James Zechman and Richard Sarnat are turning healthcare on its head.
The Chicago natives--the former a businessman, the latter an ophthalmologist--teamed up in June 1998 to found Alternative Medicine, an independent practice association that melds Eastern holistic therapies with traditional managed care. Their goal? To hold down healthcare costs by making alternative medicine a first-line therapy instead of a last resort.
"What we call healthcare in this country is a misnomer. It should really be called disease care," says Zechman, the Highland Park, Ill.-based company's chairman and chief executive officer. "Before our healthcare system can become truly cost-effective, there needs to be a paradigm shift from treating illness to focusing on wellness and prevention."
Zechman and Sarnat started their quixotic campaign in their hometown by persuading a large managed-care plan to broaden its definition of a primary-care physician.
Under a unique alliance signed with Alternative Medicine last year, HMO Illinois, owned by the state's Blue Cross and Blue Shield licensee, allows its 700,000 members see a chiropractor as their front-line medical practitioner, without paying more than the standard copayment.
Members visit their chiropractors for regular spinal adjustments, acupuncture, massage therapy, homeopathy, cranio-sacral therapy, stress management and herbal and Chinese medicines, in addition to such routine procedures as blood tests, flu shots and Pap smears. If the chiropractor detects something that requires more traditional treatment, such as appendicitis or a broken bone, the patient is referred to a specialist within the network.
In Illinois and 43 other states, chiropractors have equal licensing to diagnose as medical doctors, though they must work in tandem with physicians in prescribing drugs, delivering babies and performing surgeries. Alternative Medicine contracts with 2,500 specialists and a dozen hospitals.
"This is a truly integrated approach to medicine, one that starts with the least-invasive intervention and moves forward," says James Winterstein, a chiropractor and president of the National University of Health Sciences.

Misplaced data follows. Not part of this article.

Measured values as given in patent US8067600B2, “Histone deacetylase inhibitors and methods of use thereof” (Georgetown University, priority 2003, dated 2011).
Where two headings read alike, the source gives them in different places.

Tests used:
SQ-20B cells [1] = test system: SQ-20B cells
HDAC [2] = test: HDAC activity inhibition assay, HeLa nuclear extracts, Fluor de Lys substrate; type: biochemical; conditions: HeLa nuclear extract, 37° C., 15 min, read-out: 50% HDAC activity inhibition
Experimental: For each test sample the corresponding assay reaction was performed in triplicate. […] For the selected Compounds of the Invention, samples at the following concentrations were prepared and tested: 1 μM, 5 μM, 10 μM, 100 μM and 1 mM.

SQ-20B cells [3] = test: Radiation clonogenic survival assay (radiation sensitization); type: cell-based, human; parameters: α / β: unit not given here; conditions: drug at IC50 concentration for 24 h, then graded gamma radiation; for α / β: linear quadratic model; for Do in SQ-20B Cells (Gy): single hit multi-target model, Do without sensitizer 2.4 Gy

With Americans shelling out $27 billion per year on nontraditional care, Alternative Medicine isn't alone in embracing a more integrated approach. According to a 1999 study by Landmark Healthcare, two-thirds of HMOs offer members access to at least one form of alternative therapy.
But insurers still largely consider these therapies as out-of-network, out-of-pocket expenses and require chiropractors to be on the receiving end of a referral from a traditional physician. The concern, some say, is that chiropractors may lack the comprehensive training necessary to effectively manage a patient's care.
Zechman, though, points out that Alternative Medicine requires its chiropractors to pass a rigorous credentialing process run by Blue Cross and Blue Shield medical doctors.
And the company's outcomes have been impressive. In its first 12 months, Alternative Medicine slashed hospitalization rates by 65% among its HMO Illinois patients, Zechman says. The program has also seen an 85% reduction in outpatient procedures and a 56% drop in pharmaceutical use during the same period.
Armed with this dramatic data, Alternative Medicine has since launched a similar PPO product for large self-insured employers.
The company recently signed its first PPO contract with Commonwealth Edison, northern Illinois' main electricity provider, and has at least three other deals in the works. Zechman says he has received requests from employers to expand the PPO into Colorado and Florida.
As gatekeepers, Alternative Medicine's chiropractors do what other primary-care physicians do for HMOs--ensure necessary care while reducing costs. But unlike other network doctors, they encourage frequent visits to achieve the company's preventive goals.
While the national average for seeing a traditional physician is once every 16 months, the average in Alternative Medicine's network is once every month. Such regular contact, Zechman says, helps patients avoid high-cost operations, hospitalizations and prescription drugs down the road.
And Zechman is so confident that proper preventive care will mitigate downstream costs that he's prepared to shoulder the financial risk. Alternative Medicine operates under shared-risk contracts, in which the company receives half of whatever the client saves annually through its program. In other words, if the client doesn't save money by year's end, Alternative Medicine doesn't get paid.
The company is profitable on its current products and is on target to pass the seven-figure revenue mark this year, Zechman says, though he declined to give specific figures.
Before launching Alternative Medicine, Zechman, 50, served as head of sales at UtiliMed, the nation's first diagnostic imaging management company. Sarnat, 47, graduated from Chicago's Rush Medical College and completed his residency at Northwestern University.
Alternative Medicine has already won the financial backing of some big-name private investors including Marshall Field V, former chairman of Chicago's Rush-Presbyterian-St. Luke's Medical Center.